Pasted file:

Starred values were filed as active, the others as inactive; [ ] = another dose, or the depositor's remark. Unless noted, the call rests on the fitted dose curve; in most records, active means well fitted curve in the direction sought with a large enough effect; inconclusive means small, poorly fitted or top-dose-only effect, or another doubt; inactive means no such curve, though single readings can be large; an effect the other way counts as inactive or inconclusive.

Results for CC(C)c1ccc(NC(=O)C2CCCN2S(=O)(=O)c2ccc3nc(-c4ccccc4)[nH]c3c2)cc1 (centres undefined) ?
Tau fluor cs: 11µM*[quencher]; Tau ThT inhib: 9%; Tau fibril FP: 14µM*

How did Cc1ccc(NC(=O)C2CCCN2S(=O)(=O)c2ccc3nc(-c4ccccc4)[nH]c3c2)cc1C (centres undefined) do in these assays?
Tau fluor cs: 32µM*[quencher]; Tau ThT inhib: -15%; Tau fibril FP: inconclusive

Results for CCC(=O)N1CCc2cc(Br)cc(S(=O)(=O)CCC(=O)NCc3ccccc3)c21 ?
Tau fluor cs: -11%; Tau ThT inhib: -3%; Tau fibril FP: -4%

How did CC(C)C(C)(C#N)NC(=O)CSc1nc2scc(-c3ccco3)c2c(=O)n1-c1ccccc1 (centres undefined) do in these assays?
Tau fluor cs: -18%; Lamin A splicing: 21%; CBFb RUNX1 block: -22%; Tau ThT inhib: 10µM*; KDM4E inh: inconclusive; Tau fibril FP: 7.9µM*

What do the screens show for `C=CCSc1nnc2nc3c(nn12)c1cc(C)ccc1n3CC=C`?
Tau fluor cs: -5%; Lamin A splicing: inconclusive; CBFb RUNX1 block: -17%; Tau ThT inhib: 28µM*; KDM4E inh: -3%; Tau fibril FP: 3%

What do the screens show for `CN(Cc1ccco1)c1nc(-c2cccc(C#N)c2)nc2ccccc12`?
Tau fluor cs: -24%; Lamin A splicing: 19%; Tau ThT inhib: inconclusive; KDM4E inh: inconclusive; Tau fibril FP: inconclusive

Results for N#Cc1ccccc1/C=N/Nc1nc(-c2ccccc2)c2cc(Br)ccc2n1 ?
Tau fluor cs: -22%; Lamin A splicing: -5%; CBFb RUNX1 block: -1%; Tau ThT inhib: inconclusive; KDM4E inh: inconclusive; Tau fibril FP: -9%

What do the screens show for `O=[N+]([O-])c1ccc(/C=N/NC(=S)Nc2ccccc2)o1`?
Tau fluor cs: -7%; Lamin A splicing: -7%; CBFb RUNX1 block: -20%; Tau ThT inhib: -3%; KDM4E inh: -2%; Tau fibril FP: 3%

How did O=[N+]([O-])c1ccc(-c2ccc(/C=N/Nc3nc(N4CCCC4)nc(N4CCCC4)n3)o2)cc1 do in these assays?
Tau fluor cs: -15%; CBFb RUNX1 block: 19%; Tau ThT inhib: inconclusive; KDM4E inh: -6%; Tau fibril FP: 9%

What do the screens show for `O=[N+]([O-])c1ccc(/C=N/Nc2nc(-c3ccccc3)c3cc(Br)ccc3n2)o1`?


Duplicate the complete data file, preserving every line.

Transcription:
Starred values were filed as active, the others as inactive; [ ] = another dose, or the depositor's remark. Unless noted, the call rests on the fitted dose curve; in most records, active means well fitted curve in the direction sought with a large enough effect; inconclusive means small, poorly fitted or top-dose-only effect, or another doubt; inactive means no such curve, though single readings can be large; an effect the other way counts as inactive or inconclusive.

Results for CC(C)c1ccc(NC(=O)C2CCCN2S(=O)(=O)c2ccc3nc(-c4ccccc4)[nH]c3c2)cc1 (centres undefined) ?
Tau fluor cs: 11µM*[quencher]; Tau ThT inhib: 9%; Tau fibril FP: 14µM*

How did Cc1ccc(NC(=O)C2CCCN2S(=O)(=O)c2ccc3nc(-c4ccccc4)[nH]c3c2)cc1C (centres undefined) do in these assays?
Tau fluor cs: 32µM*[quencher]; Tau ThT inhib: -15%; Tau fibril FP: inconclusive

Results for CCC(=O)N1CCc2cc(Br)cc(S(=O)(=O)CCC(=O)NCc3ccccc3)c21 ?
Tau fluor cs: -11%; Tau ThT inhib: -3%; Tau fibril FP: -4%

How did CC(C)C(C)(C#N)NC(=O)CSc1nc2scc(-c3ccco3)c2c(=O)n1-c1ccccc1 (centres undefined) do in these assays?
Tau fluor cs: -18%; Lamin A splicing: 21%; CBFb RUNX1 block: -22%; Tau ThT inhib: 10µM*; KDM4E inh: inconclusive; Tau fibril FP: 7.9µM*

What do the screens show for `C=CCSc1nnc2nc3c(nn12)c1cc(C)ccc1n3CC=C`?
Tau fluor cs: -5%; Lamin A splicing: inconclusive; CBFb RUNX1 block: -17%; Tau ThT inhib: 28µM*; KDM4E inh: -3%; Tau fibril FP: 3%

What do the screens show for `CN(Cc1ccco1)c1nc(-c2cccc(C#N)c2)nc2ccccc12`?
Tau fluor cs: -24%; Lamin A splicing: 19%; Tau ThT inhib: inconclusive; KDM4E inh: inconclusive; Tau fibril FP: inconclusive

Results for N#Cc1ccccc1/C=N/Nc1nc(-c2ccccc2)c2cc(Br)ccc2n1 ?
Tau fluor cs: -22%; Lamin A splicing: -5%; CBFb RUNX1 block: -1%; Tau ThT inhib: inconclusive; KDM4E inh: inconclusive; Tau fibril FP: -9%

What do the screens show for `O=[N+]([O-])c1ccc(/C=N/NC(=S)Nc2ccccc2)o1`?
Tau fluor cs: -7%; Lamin A splicing: -7%; CBFb RUNX1 block: -20%; Tau ThT inhib: -3%; KDM4E inh: -2%; Tau fibril FP: 3%

How did O=[N+]([O-])c1ccc(-c2ccc(/C=N/Nc3nc(N4CCCC4)nc(N4CCCC4)n3)o2)cc1 do in these assays?
Tau fluor cs: -15%; CBFb RUNX1 block: 19%; Tau ThT inhib: inconclusive; KDM4E inh: -6%; Tau fibril FP: 9%

What do the screens show for `O=[N+]([O-])c1ccc(/C=N/Nc2nc(-c3ccccc3)c3cc(Br)ccc3n2)o1`?